Whether you find yourself at your home, at your workplace, or traveling to various activities at other locations, you are extremely dependent upon your feet to transport you each day. It has been stated that 60 tons of stress is placed on each foot whenever you walk a mile. Normally, your feet are designed to handle the workload of their responsibilities.
However, sometimes issues can emerge that will impact your ability to rely upon your feet as you normally would. This certainly applies to your heel, which is located at the bottom rear area of your foot.
When an inflammation, injury, or other condition occurs that has affected your heel, it might be tempting to ignore any initial pain that might develop. This is due to the importance that you place upon maintaining your daily lifestyle. But it will be beneficial to understand the most common problems that can create pain in your heel. This will help you avoid prolonging any issues that might occur, while also providing you with an understanding of when you should visit a doctor.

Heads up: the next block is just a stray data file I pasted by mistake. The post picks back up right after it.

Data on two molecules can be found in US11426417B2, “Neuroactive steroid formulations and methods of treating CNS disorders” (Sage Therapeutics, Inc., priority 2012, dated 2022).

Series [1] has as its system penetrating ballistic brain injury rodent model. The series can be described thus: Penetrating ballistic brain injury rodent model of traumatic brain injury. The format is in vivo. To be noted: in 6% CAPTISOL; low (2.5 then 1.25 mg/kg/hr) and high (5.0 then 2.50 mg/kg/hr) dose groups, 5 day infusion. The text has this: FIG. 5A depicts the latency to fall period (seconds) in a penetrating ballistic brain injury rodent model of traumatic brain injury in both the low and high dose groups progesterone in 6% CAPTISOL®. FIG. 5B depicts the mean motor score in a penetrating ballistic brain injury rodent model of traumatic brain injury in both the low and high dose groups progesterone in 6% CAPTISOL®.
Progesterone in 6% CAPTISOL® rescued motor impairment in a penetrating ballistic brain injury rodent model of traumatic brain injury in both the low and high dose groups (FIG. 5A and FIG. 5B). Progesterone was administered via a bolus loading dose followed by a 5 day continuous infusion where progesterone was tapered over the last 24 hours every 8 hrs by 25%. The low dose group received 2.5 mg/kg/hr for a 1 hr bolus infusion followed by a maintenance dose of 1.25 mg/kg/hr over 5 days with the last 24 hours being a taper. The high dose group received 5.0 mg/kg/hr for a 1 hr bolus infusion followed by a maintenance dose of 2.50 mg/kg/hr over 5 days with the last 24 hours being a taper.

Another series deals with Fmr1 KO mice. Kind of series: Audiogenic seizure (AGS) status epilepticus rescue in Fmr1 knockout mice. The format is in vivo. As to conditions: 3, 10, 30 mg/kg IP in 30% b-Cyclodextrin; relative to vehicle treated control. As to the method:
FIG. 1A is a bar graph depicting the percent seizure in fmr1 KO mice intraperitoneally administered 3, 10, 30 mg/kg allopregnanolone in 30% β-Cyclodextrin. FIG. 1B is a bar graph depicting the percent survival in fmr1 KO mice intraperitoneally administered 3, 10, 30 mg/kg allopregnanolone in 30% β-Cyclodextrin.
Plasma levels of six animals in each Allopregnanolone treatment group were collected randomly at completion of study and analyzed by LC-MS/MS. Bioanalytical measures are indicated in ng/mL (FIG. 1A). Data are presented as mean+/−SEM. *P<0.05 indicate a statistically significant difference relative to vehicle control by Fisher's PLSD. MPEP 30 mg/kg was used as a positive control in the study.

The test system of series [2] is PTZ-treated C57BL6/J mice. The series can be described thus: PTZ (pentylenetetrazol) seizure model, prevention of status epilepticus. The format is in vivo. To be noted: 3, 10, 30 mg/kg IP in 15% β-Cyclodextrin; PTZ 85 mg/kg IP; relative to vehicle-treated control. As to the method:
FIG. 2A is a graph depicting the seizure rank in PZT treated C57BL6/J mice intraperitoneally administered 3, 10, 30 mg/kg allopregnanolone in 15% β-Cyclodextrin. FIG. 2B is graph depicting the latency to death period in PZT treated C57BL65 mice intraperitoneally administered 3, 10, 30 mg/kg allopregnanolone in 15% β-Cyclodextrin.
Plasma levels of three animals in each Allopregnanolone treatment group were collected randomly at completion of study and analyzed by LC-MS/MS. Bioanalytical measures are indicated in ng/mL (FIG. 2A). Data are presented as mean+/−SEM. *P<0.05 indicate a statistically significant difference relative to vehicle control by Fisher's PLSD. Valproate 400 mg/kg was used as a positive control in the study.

If you are feeling discomfort in your heel, there are multiple reasons why it might be occurring. Plantar fasciitis is the most frequent cause of heel pain, and the recovery period can sometimes be both lengthy and challenging. The U.S. Centers For Disease Control And Prevention (CDC) has stated that over 10% of the population. experiences this condition.
You have plantar fascia that is located in your arch, and issues can occur if part of the fascia develops a tear. That, in turn, can result in an inflammation of this tissue that is located at the bottom of your foot.
Your risk of contending with plantar fasciitis increases if you engage in repetitive running, dancing, or other forms of exercise that can place continual stress on your foot. This is also the case if your job requires you to stand on hard surfaces. Obesity and the aging process can also raise the risk of experiencing this condition.